Cultured meat is coming, and all signs point to it becoming one of the biggest revolutions in the modern food industry – for two reasons: It could seriously disrupt animal agriculture, and it promises to alleviate most of the harmful impact of meat production on our environment.
It was 8 years ago that the first cultivated meat burger was introduced on live television. Now more than 60 companies in six countries are working to produce cultivated meat, according to the Good Food Institute. Cultivated meat is that grown from animal cells in the lab, or eventually a factory. Yet while this type of cell-based meat production might be good for the animals and better for the planet, is it actually healthy? And how does it stack up nutritionally against regular meat or plant-based meat alternatives?
What is cultured meat?
Cultured meat has been called many different names in its short lifespan, including clean, synthetic, and lab-grown meat. No matter the label, they all refer to the same thing, essentially a product that’s been grown from the cells of animals. “Cultured meat is produced from animal cells that profligate in a medium in which they can grow to an abundance that they create enough ‘meat’ for people to eat,” says Dana Hunnes, Ph.D., M.P.H., R.D., adjunct assistant professor at the UCLA Fielding School of Public Health, and senior dietitian at the UCLA Medical Center and author of Recipe for Survival.
Because it involves animals, at least at the outset, cultured meat is not considered strictly vegan. Yet vegans probably aren’t the target audience for this new type of protein product. “It’s designed for individuals who still want the feel, taste, and sensation of eating real meat,” explains Hunnes, “but who want to do so in a more environmentally friendly or humane way,”
The environmental advantages of cultured meat
There are measurable environmental advantages of producing cultured meat. Animal agriculture is responsible for an estimated 14.5 percent of manmade carbon emissions that contribute to climate change each year (and perhaps up to 25 percent by some estimates), making raising animals more deleterious to our planet’s health than the combined transportation sector altogether, Hunnes says.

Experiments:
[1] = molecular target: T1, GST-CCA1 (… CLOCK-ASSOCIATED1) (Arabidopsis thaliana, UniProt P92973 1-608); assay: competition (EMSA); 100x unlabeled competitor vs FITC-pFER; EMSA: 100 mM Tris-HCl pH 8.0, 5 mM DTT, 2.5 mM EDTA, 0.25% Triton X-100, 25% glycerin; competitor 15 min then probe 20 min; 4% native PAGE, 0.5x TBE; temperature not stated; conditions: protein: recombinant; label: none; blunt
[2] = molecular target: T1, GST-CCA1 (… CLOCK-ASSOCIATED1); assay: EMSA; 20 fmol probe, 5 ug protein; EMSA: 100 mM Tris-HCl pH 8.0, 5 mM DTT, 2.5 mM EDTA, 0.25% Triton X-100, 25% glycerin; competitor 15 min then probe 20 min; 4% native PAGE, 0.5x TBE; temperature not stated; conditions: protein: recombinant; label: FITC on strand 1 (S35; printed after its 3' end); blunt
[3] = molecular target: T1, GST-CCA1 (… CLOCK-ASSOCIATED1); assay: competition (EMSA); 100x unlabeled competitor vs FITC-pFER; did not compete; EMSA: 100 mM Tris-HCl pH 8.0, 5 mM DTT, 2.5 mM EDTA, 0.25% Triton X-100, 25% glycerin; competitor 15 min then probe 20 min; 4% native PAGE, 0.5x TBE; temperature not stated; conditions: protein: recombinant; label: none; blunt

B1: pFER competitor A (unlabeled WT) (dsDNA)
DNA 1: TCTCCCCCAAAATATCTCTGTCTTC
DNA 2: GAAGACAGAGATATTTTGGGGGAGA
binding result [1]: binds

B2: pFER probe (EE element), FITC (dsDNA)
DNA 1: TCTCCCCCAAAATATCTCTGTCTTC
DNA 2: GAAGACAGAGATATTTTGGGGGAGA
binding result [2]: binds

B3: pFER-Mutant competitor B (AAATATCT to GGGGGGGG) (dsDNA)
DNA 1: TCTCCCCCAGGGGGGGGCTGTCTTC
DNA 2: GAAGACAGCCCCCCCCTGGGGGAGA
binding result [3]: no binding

Additionally, animal agriculture is contributing to deforestation of the Amazon rainforest (to grow feed for animals) and polluting waterways, as run-off from concentrated animal feeding operations (CAFOs) makes its way into the watershed. When thousands of animals live in small confined areas, their waste washes into neighboring streams, rivers, and oceans, where dead zones form.
Cultured meat, while factory-made and grown, has a significantly lighter load on the earth. According to a life cycle assessment by CE Delft, when compared with conventional meat, cultured meat is estimated to cause up to 92 percent less global warming and 93 percent less air pollution and use up to 95 percent less land and 78 percent less water.
“Cultured meat, if enough can be produced to satiate the appetites of humans, would significantly reduce the number of animals needed to be reared and the amount of feed for these animals, which would divert hundreds of millions of gallons of water and hundreds of thousands of acres of land to foods for humans versus animals, even rehabilitate wildlife that desperately needs these lands,” Hunne says.
“Plus, by planting more trees, plants, and other vegetation, more carbon would be pulled out of the atmosphere, which, if enough is pulled out, would cool the planet,” she adds.